WASHINGTON (AP) -- Congress has missed the deadline for averting the first partial government shutdown in 17 years.
As the clock struck midnight Monday, House Republicans were demanding that the Senate negotiate their demand for a one-year delay in making millions of people buy health insurance under President Barack Obama's 2010 health care law. Minutes before midnight, the White House ordered a shutdown.
The Democratic Senate on Monday twice rejected GOP demands to delay key portions of what has become to known as Obamacare as a condition for keeping the government open.
An estimated 800,000 federal workers faced furloughs though many were told work a half day Tuesday. Critical functions like air traffic control and military operations will continue. Social Security benefits will be paid. National parks and most federal offices will close.
WASHINGTON (AP) -- The White House's budget office says it's notifying federal agencies that the government will shut down Tuesday.
Sylvia Mathews Burwell, the director of the White House Office of Management and Budget, said late Monday in a memorandum to agency heads that there was no indication Congress would approve a short-term funding measure before the midnight deadline. She said federal agencies should execute their plans for an orderly shutdown.
Burwell said the Obama administration urged Congress to move quickly so critical government services could be restored. She said a shutdown affects hundreds of thousands of workers who will be sent home and inconveniences millions who rely on federal services.
She said some critical functions, like the military and air traffic control, would remain open.
WASHINGTON (AP) - President Barack Obama ramped up pressure on Republicans Monday to avoid a post-midnight government shutdown, saying that failure to pass a short-term spending measure to keep agencies operating would "throw a wrench into the gears" of a recovering economy.
Late Monday, Obama called Republican and Democratic congressional leaders but there was no breakthrough in the budget impasse.
Earlier, Obama urged House Republicans to pass a short-term spending bill free of any conditions that would weaken the nation's 3-year-old health care law.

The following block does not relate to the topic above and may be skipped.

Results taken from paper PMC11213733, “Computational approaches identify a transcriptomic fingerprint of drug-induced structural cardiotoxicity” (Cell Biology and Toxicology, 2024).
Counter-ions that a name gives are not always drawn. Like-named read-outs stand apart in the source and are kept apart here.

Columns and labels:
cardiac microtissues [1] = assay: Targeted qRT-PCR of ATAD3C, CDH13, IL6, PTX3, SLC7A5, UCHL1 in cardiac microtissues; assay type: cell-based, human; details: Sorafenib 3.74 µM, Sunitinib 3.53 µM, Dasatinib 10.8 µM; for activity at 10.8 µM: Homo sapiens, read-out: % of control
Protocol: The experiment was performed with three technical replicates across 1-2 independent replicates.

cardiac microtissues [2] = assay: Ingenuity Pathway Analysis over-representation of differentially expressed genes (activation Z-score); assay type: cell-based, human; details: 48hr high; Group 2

Obama spoke as the House and Senate traded measures, with the Republican-led House seeking to delay implementation of the health care law and the Democratic Senate insisting on an unencumbered short-term spending bill.
Obama did embrace one GOP measure Monday, signing legislation that would ensure that members of the armed forces would continue to get paid during any shutdown. The House had passed the legislation over the weekend and the Senate approved it Monday.
House Speaker John Boehner, R-Ohio, has been under pressure from conservatives to use the stopgap spending bill and subsequent legislation that would raise the nation's borrowing authority as leverage to delay or cut federal finances to the health care law as a way of stopping it in its tracks. The health care law is entering a crucial new stage on Tuesday when people begin to sign up for the insurance marketplaces set up under the law to help the uninsured.
"One faction of one party in one house of Congress in one branch of government doesn't get to shut down the entire government just to refight the results of an election," Obama said, responding to House maneuvers in the White House briefing room.
The spending fight is a prelude to the bigger confrontation over the nation's credit limit, expected to hit its $16.7 trillion cap in mid-October. Obama on Monday urged Republicans not to saddle the legislation to increase the debt ceiling with measures designed to undermine the health care law. He has vowed not to negotiate over the debt ceiling, noting that a default would be worse for the economy than a partial government shutdown.
On Wednesday, Obama is scheduled to meet with top Wall Street CEOs to discuss the state of the economy, including the debt ceiling. The meeting is with members of the Financial Services Forum, a trade group representing the 19 biggest financial service institutions doing business in the United States, including Goldman Sachs, Bank of America and Citigroup. The Forum joined 250 other business organizations in a letter to Congress on Monday calling on them to avoid a shutdown, raise the debt ceiling and then address long-term spending issues and deficits.
Monday evening, Obama called Boehner, House Minority Leader Nancy Pelosi, D-Calif., Senate Majority Leader Harry Reid, D-Nev., and Senate Minority Leader Mitch McConnell, R-Ky.
The call with Boehner lasted nearly 10 minutes. Boehner spokesman Brendan Buck said Boehner told Obama that the health care law was costing jobs.
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